Good grief. I can barely bring myself to write this blog. In the same week of December that the government announced it will give general practice a funding boost of at least 4% every year over the next five years, it also declared that it is planning to cut the community pharmacy budget by 6%.
True, we GPs have been underfunded and overworked for ages, and it’s not us who decide on the slice of the NHS budgetary cake. And you can bet that our funding increase will come with all sorts of seven-day, 8am to 8pm strings attached.
But I guarantee there is absolutely no schadenfreude from GPs, especially not when confronted by the harsh reality of an average funding drop of £14,500 per pharmacy and the real prospect of closures. It genuinely makes it impossible for me to look my local pharmacist in the eye as I wish him a happy new year.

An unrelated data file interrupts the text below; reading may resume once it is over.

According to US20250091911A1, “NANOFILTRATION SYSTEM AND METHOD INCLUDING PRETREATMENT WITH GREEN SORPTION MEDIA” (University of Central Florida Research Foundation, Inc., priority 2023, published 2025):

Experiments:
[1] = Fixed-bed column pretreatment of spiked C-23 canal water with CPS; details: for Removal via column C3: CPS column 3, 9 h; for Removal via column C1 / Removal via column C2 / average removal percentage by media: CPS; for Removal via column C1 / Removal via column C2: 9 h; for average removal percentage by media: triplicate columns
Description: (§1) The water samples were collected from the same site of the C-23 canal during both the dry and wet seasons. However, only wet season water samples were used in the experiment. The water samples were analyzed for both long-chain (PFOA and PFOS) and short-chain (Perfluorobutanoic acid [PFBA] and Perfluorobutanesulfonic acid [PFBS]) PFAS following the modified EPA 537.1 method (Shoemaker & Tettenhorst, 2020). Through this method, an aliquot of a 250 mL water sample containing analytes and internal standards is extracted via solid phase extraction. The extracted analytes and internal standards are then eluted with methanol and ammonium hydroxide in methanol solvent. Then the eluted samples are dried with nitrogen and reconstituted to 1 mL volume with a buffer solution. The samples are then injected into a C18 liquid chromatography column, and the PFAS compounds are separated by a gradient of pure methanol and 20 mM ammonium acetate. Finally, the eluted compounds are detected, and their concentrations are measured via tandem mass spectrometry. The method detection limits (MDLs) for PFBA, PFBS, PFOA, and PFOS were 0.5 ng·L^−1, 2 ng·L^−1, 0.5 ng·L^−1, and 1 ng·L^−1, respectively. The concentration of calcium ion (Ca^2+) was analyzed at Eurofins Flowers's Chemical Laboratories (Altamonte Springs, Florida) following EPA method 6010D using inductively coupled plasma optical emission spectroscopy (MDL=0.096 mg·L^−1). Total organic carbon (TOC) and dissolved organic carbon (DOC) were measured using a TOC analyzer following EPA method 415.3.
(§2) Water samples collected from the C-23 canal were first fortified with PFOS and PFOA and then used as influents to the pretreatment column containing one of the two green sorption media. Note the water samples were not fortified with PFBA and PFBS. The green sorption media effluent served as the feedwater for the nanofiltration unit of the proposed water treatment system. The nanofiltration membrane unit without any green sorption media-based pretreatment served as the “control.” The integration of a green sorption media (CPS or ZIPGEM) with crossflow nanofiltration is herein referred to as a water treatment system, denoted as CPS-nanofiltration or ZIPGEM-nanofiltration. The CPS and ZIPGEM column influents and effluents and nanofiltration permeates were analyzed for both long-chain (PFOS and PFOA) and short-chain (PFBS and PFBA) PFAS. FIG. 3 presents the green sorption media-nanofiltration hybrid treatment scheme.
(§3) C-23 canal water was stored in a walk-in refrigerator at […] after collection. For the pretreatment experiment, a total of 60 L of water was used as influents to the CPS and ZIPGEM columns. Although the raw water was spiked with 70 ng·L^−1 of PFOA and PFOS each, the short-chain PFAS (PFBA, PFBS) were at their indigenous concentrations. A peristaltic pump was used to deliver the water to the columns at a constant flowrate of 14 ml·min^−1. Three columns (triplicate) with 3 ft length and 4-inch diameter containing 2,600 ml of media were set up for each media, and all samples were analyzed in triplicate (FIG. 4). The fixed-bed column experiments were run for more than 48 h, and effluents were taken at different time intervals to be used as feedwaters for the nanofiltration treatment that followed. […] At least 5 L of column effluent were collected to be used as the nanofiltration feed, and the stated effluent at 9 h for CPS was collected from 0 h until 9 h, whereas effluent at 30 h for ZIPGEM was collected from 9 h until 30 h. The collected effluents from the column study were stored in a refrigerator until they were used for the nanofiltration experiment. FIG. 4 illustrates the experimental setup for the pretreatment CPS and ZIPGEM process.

It’s pretty clear what the government line is. They see too many pharmacists being trained for a sector that they believe is already overcrowded. At the same time, general practice is suffering a recruitment crisis – and demonstrating an appetite for taking on pharmacists, given that the recent pilot to employ pharmacists in GP surgeries was so heavily oversubscribed.
So the solution is obvious. Pharmacists, through the 'Pharmacy Integration Fund', will solve the GP workforce crisis, plus many of the associated issues – urgent care, residential homes and so on.
So in one sense the future looks a little brighter – in that there should be plenty of jobs available. They just won’t be the ones you imagined.